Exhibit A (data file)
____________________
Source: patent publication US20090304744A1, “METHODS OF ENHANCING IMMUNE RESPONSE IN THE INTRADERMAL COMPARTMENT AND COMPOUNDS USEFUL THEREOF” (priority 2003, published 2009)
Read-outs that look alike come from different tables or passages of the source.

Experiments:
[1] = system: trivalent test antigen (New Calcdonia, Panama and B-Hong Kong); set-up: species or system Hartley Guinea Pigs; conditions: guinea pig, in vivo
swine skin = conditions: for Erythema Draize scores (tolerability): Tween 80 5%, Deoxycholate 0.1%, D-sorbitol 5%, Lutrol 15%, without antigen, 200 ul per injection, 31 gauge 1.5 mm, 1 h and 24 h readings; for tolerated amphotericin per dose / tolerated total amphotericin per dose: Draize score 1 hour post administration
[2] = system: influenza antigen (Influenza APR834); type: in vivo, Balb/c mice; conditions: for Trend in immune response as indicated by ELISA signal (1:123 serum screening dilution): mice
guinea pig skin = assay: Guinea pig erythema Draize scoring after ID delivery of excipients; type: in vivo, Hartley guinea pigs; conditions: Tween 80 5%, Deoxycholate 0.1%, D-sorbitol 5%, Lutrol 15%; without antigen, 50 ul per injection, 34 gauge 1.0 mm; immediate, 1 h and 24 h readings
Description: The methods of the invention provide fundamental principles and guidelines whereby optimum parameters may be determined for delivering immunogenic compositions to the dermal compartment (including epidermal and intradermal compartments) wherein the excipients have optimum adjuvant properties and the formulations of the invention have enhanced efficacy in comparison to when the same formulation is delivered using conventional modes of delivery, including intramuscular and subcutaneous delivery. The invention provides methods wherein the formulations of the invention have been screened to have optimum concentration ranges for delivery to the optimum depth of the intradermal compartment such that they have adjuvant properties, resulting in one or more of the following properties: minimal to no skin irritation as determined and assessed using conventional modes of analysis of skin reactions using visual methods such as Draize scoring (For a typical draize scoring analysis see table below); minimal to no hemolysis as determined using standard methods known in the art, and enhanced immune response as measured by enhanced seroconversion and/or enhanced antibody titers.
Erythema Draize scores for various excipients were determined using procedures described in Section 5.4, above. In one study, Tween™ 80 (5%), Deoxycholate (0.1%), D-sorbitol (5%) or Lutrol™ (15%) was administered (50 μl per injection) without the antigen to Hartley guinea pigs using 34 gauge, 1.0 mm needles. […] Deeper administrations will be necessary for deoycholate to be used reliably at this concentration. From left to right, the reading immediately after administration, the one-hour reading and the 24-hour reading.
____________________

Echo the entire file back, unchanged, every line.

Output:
Source: patent publication US20090304744A1, “METHODS OF ENHANCING IMMUNE RESPONSE IN THE INTRADERMAL COMPARTMENT AND COMPOUNDS USEFUL THEREOF” (priority 2003, published 2009)
Read-outs that look alike come from different tables or passages of the source.

Experiments:
[1] = system: trivalent test antigen (New Calcdonia, Panama and B-Hong Kong); set-up: species or system Hartley Guinea Pigs; conditions: guinea pig, in vivo
swine skin = conditions: for Erythema Draize scores (tolerability): Tween 80 5%, Deoxycholate 0.1%, D-sorbitol 5%, Lutrol 15%, without antigen, 200 ul per injection, 31 gauge 1.5 mm, 1 h and 24 h readings; for tolerated amphotericin per dose / tolerated total amphotericin per dose: Draize score 1 hour post administration
[2] = system: influenza antigen (Influenza APR834); type: in vivo, Balb/c mice; conditions: for Trend in immune response as indicated by ELISA signal (1:123 serum screening dilution): mice
guinea pig skin = assay: Guinea pig erythema Draize scoring after ID delivery of excipients; type: in vivo, Hartley guinea pigs; conditions: Tween 80 5%, Deoxycholate 0.1%, D-sorbitol 5%, Lutrol 15%; without antigen, 50 ul per injection, 34 gauge 1.0 mm; immediate, 1 h and 24 h readings
Description: The methods of the invention provide fundamental principles and guidelines whereby optimum parameters may be determined for delivering immunogenic compositions to the dermal compartment (including epidermal and intradermal compartments) wherein the excipients have optimum adjuvant properties and the formulations of the invention have enhanced efficacy in comparison to when the same formulation is delivered using conventional modes of delivery, including intramuscular and subcutaneous delivery. The invention provides methods wherein the formulations of the invention have been screened to have optimum concentration ranges for delivery to the optimum depth of the intradermal compartment such that they have adjuvant properties, resulting in one or more of the following properties: minimal to no skin irritation as determined and assessed using conventional modes of analysis of skin reactions using visual methods such as Draize scoring (For a typical draize scoring analysis see table below); minimal to no hemolysis as determined using standard methods known in the art, and enhanced immune response as measured by enhanced seroconversion and/or enhanced antibody titers.
Erythema Draize scores for various excipients were determined using procedures described in Section 5.4, above. In one study, Tween™ 80 (5%), Deoxycholate (0.1%), D-sorbitol (5%) or Lutrol™ (15%) was administered (50 μl per injection) without the antigen to Hartley guinea pigs using 34 gauge, 1.0 mm needles. […] Deeper administrations will be necessary for deoycholate to be used reliably at this concentration. From left to right, the reading immediately after administration, the one-hour reading and the 24-hour reading.